High Resolution Regional Climate Modeling of Summer Extremes for the United States Northeast

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Tuesday, 4 February 2014: 3:30 PM
Room C209 (The Georgia World Congress Center )
Luis Ortiz, City College of New York, New York, NY; and J. E. González and B. Lebassi-Habtezion

Understanding the effects of forcings, such as Land-cover and topography, on climate is an integral part of predicting future conditions in the Northeast Corridor (NEC), an important economic region in the US. As such, there is great value in high resolution modeling to understand how these forcings affect temperature and precipitation trends at the regional scale. This study focuses on the simulation of summer climate for mid-century (2040-2060), focused on key atmospheric variables that drive energy consumption and water resources in highly urbanized areas as those found in the region of study.

Simulations were undertaken using the Weather Research and Forecast (WRF) model at a finer resolution of 4 km for the NEC. The model parameterization incorporates a high resolution land use classification representative of the urban-rural gradients of the NEC. For model validation, WRF initial and lateral boundary conditions (ILBCs) are provided by NCEP/NCAR Reanalysis data. A sensitivity study to the different cumulus and microphysics parameterization schemes was performed to optimize the model's skill in predicting summer conditions in the NEC, using precipitation as a metric to evaluate model performance. A validation run of summer periods for the years of 2000-2010 was performed to assess biases in the model for the atmospheric variables of interest (i.e., air temperature, precipitation). Model output was compared to both daily local stations observations and seasonal gridded observation-based data sets showing good agreements.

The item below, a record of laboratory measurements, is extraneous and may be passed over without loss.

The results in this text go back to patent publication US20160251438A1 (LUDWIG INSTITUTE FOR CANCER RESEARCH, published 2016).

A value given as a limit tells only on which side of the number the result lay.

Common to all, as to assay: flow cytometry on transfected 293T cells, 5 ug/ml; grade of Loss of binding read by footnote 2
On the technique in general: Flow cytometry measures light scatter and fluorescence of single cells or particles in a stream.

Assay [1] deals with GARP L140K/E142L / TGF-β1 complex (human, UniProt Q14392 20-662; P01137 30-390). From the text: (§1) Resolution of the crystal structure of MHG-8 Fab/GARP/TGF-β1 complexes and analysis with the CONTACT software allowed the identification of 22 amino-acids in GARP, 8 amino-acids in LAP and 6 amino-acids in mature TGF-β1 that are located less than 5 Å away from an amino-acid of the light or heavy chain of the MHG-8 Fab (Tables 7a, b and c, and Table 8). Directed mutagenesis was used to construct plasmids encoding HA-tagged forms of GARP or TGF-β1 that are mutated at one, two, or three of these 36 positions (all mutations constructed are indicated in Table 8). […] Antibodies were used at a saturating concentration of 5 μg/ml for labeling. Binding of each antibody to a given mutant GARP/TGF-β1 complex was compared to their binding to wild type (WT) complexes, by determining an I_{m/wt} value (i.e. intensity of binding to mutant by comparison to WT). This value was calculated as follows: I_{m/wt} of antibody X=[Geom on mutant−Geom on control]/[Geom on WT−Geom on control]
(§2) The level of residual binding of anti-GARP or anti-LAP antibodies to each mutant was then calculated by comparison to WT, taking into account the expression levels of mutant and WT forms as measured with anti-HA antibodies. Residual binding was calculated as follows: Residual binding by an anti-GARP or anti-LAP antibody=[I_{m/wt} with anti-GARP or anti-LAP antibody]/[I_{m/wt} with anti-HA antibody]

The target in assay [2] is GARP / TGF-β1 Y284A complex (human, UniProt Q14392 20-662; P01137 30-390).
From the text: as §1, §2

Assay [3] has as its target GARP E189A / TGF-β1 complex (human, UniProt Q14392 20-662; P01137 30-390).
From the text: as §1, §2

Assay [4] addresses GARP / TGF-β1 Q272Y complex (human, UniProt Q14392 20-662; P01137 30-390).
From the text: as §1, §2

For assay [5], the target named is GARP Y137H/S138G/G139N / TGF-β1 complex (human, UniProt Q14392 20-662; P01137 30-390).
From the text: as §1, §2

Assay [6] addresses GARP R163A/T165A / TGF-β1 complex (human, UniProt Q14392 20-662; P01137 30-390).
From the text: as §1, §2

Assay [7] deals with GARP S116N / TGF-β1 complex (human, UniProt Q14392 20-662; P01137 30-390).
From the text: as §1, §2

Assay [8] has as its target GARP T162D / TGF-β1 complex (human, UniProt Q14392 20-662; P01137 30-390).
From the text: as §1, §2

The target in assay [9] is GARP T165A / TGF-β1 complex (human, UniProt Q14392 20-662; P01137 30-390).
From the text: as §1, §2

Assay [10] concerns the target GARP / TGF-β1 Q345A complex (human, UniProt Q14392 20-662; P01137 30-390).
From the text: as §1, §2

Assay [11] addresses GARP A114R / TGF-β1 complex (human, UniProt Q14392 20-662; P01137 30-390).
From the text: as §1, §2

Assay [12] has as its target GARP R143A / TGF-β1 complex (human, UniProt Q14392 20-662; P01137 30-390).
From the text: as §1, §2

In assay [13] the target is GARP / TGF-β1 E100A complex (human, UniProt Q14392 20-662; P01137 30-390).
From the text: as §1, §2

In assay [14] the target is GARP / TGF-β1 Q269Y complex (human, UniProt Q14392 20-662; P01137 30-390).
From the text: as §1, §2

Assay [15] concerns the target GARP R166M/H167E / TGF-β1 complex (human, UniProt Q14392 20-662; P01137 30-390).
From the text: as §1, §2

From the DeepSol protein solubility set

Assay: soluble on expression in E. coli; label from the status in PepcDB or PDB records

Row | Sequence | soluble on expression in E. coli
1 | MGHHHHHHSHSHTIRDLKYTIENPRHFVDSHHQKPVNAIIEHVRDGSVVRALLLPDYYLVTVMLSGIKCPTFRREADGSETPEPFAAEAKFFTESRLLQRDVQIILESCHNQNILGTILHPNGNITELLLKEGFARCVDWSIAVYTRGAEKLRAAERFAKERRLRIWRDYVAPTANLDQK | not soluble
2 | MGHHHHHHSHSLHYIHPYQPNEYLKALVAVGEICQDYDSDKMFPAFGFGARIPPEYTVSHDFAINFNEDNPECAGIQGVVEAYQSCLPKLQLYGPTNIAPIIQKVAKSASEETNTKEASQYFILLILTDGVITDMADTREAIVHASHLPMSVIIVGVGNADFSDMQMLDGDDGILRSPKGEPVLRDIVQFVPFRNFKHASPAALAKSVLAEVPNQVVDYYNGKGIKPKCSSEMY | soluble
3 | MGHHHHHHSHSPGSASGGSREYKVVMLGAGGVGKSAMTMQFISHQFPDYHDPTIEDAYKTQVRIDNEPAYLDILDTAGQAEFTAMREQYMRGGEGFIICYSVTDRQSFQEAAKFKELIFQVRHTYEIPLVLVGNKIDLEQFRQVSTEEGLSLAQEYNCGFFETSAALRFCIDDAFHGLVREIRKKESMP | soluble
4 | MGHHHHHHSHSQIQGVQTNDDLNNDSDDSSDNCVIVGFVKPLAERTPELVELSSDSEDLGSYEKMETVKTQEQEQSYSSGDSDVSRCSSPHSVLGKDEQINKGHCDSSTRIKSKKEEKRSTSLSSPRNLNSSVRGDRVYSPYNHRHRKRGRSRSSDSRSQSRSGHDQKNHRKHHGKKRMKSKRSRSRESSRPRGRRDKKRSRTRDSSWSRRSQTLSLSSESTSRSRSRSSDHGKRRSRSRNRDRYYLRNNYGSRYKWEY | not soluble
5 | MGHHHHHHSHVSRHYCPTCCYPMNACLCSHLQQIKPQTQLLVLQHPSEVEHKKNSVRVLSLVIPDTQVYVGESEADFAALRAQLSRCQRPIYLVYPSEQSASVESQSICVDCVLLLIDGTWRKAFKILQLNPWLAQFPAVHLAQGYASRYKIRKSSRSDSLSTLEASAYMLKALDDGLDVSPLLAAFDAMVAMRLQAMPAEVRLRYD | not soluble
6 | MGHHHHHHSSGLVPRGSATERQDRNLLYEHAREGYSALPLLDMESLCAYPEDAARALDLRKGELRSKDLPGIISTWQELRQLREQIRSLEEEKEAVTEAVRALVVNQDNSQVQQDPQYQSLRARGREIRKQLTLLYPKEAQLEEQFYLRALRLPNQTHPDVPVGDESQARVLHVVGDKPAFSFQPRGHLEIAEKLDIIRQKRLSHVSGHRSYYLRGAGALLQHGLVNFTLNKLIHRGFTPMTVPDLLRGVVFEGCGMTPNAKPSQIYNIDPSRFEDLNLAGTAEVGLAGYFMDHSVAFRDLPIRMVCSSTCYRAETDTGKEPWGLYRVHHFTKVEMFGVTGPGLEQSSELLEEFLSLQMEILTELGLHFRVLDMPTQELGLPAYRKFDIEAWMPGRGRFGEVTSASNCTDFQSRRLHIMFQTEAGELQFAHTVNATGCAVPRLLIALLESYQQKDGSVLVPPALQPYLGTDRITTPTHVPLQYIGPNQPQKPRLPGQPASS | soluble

Simulations for future climate conditions were performed using the Community Climate System Model (CCSM 3.0) output at 1.4 degree resolution for several scenarios as ILBCs corrected by biases estimated from present times. Selected summer periods are chosen considering extreme warm summer events as seen in the forcing model.

The overarching goal of these simulations is to provide insights on how trends in atmospheric variables can impact peak electric loads agriculture, biodiversity, water resources, as well as other ecosystem services under climate change projections for the NEC. The presentation will provide details of computational resources and climate physics challenges.